The team at SpaMedica Birmingham were exceptionally welcoming and supportive of me. My clinical supervisor, Kenan Damer, was kind and patient; he gave fantastic constructive feedback that I could immediately implement, and encouraged me to do as many cases as I could comfortably manage. My timings improved week on week under his guidance, so I was able to complete the list independently as I got towards the end of the placement.

Importantly, the volume of cases in no way impacted the quality of care each patient received. Patients were sometimes very anxious ahead of their surgery, and the team would always go above and beyond to help them feel as calm, settled, and as looked after as possible. Everyone would pitch in, ensuring patients were comfortable, help them with their positioning, hold their hands, assist them in transferring and so on.

Patients were positive about my training too. Damer would reassure them if there were any initial doubts. He would say that he fully trusted me as a surgeon and that he was on hand to supervise if needed.

I operated on a range of complex cataract cases, including small pupils, shallow anterior chambers, dense cataracts, patients with previous refractive surgery, diabetes, Parkinsonian tremors, corneal opacities, and more. I now feel able to approach any case and adapt to it appropriately. And I’m proud of the outcomes I achieved: my PCR rate was 0.7 percent – well below the national benchmark of 1.1 percent (SpaMedica’s unadjusted PCR rate is 0.49 percent) and all patients I treated achieved a visual acuity score of 6/12 or better, regaining driving standard vision after surgery.

I believe there’s a balance to be found in independents like SpaMedica continuing to support the NHS to cut waiting times and improve patient outcomes and experiences. Once I’ve completed my training, I hope to split my work between both public and independent sectors. And I now feel equipped with the skills I need to manage my own high-volume theater list – whatever the setting.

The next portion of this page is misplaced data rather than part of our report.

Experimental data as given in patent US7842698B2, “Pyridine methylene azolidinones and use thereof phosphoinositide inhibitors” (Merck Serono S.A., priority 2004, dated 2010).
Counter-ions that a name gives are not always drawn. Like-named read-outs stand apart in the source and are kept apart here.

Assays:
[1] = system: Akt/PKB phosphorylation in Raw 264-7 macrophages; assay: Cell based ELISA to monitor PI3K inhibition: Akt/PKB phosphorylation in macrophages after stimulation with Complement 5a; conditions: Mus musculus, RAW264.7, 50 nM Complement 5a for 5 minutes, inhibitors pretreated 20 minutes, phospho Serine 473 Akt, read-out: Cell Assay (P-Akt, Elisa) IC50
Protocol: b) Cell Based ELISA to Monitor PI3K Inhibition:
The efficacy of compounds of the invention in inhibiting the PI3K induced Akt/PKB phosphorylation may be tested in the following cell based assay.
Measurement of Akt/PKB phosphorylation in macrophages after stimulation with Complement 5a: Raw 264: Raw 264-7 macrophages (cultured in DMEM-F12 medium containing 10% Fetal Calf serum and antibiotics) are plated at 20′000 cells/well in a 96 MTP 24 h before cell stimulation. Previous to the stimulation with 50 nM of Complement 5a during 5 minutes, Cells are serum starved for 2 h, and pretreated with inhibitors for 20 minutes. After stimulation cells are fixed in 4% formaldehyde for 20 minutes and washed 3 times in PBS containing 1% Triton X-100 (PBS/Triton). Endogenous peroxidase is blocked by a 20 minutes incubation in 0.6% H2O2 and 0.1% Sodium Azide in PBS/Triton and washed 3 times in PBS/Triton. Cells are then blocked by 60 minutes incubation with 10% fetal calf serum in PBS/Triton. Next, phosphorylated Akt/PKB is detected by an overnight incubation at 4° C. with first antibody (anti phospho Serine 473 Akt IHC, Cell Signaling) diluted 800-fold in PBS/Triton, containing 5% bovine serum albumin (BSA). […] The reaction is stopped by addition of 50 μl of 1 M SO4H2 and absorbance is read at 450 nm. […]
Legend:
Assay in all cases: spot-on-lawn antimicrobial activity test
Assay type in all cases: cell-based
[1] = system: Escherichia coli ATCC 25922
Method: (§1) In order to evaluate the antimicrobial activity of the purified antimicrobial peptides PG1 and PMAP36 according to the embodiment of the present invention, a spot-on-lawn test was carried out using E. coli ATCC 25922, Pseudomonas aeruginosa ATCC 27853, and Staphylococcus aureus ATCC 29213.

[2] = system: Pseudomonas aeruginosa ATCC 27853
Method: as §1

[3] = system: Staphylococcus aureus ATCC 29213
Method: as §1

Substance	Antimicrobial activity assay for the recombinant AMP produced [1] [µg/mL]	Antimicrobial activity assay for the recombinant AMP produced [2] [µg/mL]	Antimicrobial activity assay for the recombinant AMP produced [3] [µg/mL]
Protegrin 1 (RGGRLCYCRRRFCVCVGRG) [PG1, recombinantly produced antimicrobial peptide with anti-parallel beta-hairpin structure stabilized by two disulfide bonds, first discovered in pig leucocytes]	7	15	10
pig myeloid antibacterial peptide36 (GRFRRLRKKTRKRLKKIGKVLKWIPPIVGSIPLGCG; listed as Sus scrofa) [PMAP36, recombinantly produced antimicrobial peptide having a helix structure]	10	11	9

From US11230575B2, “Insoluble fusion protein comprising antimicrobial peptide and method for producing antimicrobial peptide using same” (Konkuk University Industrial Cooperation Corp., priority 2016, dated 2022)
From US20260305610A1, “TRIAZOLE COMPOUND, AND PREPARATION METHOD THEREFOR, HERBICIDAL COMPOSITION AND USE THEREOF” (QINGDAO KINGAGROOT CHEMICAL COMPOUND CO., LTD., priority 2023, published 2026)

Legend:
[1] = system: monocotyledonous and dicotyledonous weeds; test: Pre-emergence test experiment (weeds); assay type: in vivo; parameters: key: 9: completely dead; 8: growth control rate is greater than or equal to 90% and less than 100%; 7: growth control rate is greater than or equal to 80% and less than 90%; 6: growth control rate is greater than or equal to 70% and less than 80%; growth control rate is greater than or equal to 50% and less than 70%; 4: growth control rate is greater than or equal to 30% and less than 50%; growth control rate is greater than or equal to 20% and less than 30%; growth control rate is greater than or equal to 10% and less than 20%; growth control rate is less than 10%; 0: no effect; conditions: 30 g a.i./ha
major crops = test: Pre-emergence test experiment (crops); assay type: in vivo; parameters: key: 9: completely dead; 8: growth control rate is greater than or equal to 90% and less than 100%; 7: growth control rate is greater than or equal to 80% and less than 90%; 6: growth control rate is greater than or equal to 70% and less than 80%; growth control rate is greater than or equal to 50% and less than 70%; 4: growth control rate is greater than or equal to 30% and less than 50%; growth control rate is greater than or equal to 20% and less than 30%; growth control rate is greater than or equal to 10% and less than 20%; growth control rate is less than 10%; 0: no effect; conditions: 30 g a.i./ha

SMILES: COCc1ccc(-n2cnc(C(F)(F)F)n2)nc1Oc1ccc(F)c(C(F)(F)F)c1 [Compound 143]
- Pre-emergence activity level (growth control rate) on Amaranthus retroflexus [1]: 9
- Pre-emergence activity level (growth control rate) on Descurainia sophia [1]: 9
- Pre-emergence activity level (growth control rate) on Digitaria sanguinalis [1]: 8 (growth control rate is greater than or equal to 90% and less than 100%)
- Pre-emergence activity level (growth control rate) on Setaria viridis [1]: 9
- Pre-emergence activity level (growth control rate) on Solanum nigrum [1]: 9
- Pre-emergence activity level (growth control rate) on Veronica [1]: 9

Receive content, products, events as well as relevant industry updates from The Ophthalmologist and its sponsors.

When you click “Subscribe” we will email you a link, which you must click to verify the email address above and activate your subscription. If you do not receive this email, please contact us at [email protected].
If you wish to unsubscribe, you can update your preferences at any point.

About the Author
Philip Wright

Philip Wright, NHS trainee ophthalmologist based at Queen Elizabeth Hospital in Birmingham, UK

Product Profiles

Access our product directory to see the latest products and services from our industry partners

Most Popular
Register to The Ophthalmologist

Register to access our FREE online portfolio, request the magazine in print and manage your preferences.

You will benefit from:
  • Unlimited access to ALL articles
  • News, interviews & opinions from leading industry experts
  • Receive print (and PDF) copies of The Ophthalmologist magazine



The Ophthalmologist website is intended solely for the eyes of healthcare professionals. Please confirm below: